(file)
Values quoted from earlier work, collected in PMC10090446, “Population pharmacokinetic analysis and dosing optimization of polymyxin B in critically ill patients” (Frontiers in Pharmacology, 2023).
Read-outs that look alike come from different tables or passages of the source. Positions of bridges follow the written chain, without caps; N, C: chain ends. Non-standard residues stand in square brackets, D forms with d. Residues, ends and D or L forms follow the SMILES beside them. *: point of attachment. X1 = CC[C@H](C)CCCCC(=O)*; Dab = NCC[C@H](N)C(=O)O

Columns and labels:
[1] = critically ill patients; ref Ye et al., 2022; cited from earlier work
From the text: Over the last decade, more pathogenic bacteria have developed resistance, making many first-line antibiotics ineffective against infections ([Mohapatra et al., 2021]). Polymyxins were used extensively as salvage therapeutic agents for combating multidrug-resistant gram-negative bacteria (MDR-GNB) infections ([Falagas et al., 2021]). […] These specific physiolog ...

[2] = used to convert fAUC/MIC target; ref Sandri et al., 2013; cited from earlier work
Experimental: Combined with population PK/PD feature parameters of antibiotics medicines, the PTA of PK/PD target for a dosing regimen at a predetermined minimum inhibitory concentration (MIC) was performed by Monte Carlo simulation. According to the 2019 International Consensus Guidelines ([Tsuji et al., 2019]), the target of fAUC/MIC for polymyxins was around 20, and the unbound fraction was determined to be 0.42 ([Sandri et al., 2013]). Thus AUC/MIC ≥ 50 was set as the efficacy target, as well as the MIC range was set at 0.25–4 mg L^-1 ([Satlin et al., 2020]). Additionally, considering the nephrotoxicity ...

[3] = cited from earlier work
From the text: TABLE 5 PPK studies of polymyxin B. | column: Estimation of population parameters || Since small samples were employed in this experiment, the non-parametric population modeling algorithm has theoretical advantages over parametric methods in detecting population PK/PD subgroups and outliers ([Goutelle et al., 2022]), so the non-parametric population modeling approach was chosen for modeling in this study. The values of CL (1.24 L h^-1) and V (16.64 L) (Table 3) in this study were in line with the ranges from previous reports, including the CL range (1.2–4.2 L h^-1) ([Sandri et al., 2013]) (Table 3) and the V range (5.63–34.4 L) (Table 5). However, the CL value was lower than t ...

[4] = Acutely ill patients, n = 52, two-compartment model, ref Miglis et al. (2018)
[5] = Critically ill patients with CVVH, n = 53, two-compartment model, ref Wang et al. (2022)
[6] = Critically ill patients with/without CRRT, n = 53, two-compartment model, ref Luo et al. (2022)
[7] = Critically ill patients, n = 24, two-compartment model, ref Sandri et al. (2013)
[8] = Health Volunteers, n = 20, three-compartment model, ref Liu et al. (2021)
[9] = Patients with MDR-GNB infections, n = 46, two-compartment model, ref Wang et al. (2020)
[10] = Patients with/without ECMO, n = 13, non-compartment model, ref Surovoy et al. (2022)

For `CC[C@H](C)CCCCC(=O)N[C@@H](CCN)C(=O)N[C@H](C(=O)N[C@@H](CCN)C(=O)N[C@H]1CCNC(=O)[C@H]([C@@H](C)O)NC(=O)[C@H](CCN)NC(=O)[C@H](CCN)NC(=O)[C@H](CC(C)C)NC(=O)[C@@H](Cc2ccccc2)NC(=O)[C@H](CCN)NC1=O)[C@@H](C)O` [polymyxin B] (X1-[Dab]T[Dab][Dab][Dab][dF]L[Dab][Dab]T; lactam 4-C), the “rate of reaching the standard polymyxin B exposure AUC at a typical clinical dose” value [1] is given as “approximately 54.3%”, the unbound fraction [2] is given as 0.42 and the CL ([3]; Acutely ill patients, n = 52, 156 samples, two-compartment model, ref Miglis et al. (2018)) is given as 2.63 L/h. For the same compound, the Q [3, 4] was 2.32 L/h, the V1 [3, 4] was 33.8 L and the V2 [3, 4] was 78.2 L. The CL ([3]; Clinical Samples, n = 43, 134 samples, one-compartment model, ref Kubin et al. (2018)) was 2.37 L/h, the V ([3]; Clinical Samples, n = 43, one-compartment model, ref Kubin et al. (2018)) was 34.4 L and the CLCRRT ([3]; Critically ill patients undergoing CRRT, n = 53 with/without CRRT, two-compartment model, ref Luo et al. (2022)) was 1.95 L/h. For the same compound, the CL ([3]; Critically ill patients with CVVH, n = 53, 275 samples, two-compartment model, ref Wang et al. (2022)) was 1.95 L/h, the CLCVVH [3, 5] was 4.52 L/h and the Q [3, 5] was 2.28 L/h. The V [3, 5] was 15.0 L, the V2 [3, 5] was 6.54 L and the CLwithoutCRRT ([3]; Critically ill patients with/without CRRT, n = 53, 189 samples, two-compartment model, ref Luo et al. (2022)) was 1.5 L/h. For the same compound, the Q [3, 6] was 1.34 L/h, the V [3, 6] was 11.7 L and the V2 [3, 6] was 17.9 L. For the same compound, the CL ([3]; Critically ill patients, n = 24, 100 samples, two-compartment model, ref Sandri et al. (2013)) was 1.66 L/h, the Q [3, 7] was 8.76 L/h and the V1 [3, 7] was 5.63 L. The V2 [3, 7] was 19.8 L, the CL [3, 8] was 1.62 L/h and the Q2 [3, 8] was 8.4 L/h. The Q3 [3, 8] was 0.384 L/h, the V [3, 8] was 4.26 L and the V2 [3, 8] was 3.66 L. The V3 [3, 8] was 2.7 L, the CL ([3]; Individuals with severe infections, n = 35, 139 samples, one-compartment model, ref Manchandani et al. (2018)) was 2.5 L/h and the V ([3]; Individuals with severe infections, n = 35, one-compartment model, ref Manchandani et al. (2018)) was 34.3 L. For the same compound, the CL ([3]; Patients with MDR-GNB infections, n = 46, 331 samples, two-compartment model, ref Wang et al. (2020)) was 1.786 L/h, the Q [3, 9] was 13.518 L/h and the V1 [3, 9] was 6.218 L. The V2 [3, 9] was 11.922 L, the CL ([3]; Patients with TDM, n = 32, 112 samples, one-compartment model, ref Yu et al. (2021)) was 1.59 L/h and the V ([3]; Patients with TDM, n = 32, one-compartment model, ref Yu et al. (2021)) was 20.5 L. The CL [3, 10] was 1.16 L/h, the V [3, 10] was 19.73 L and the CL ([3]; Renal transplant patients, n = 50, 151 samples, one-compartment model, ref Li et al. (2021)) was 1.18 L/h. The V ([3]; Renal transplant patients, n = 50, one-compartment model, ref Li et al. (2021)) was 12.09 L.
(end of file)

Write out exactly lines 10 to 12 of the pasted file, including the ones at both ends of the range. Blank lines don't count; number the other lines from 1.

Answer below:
[4] = Acutely ill patients, n = 52, two-compartment model, ref Miglis et al. (2018)
[5] = Critically ill patients with CVVH, n = 53, two-compartment model, ref Wang et al. (2022)
[6] = Critically ill patients with/without CRRT, n = 53, two-compartment model, ref Luo et al. (2022)